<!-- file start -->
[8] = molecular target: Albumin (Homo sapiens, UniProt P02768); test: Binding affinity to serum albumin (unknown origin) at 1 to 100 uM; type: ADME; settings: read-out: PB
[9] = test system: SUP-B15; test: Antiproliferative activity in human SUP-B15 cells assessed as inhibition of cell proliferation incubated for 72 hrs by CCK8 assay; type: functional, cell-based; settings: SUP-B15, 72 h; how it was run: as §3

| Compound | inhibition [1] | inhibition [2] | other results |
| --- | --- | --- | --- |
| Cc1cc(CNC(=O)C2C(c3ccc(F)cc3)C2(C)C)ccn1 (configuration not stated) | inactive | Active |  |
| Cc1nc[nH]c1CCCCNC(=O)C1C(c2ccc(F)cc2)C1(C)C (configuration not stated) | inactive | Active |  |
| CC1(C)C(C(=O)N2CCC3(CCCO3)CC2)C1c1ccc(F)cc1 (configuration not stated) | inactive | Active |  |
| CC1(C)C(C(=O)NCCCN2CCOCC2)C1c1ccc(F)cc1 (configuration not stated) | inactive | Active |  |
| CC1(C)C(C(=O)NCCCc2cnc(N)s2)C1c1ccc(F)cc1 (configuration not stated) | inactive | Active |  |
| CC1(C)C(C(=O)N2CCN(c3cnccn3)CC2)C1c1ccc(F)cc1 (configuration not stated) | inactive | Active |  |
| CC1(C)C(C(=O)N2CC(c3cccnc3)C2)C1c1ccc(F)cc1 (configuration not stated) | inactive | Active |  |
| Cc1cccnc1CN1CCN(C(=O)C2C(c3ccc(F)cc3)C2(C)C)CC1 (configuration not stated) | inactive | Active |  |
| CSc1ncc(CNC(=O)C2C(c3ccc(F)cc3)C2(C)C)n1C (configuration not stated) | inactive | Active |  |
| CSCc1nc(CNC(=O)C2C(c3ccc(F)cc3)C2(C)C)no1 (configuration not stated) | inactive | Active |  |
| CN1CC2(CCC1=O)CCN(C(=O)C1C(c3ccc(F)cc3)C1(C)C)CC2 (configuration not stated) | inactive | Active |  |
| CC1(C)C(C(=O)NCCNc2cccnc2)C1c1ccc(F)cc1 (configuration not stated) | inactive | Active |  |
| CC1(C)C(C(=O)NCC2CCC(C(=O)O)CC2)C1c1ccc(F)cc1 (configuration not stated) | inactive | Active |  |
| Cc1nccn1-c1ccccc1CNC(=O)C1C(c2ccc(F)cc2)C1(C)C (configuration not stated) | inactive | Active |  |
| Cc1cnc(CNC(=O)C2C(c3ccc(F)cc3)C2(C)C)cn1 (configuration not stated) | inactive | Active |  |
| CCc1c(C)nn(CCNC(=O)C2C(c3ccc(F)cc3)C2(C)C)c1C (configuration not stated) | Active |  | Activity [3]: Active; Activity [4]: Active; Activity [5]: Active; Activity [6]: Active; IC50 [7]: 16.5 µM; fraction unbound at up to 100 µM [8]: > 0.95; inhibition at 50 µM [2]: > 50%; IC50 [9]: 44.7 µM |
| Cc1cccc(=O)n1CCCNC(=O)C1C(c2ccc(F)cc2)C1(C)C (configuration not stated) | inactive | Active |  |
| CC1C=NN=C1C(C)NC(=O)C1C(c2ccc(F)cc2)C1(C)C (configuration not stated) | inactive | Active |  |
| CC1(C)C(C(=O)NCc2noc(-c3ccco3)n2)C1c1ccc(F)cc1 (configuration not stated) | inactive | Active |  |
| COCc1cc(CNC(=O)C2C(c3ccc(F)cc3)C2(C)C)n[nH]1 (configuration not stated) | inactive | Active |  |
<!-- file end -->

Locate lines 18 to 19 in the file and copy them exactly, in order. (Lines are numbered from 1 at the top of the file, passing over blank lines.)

| Cc1nccn1-c1ccccc1CNC(=O)C1C(c2ccc(F)cc2)C1(C)C (configuration not stated) | inactive | Active |  |
| Cc1cnc(CNC(=O)C2C(c3ccc(F)cc3)C2(C)C)cn1 (configuration not stated) | inactive | Active |  |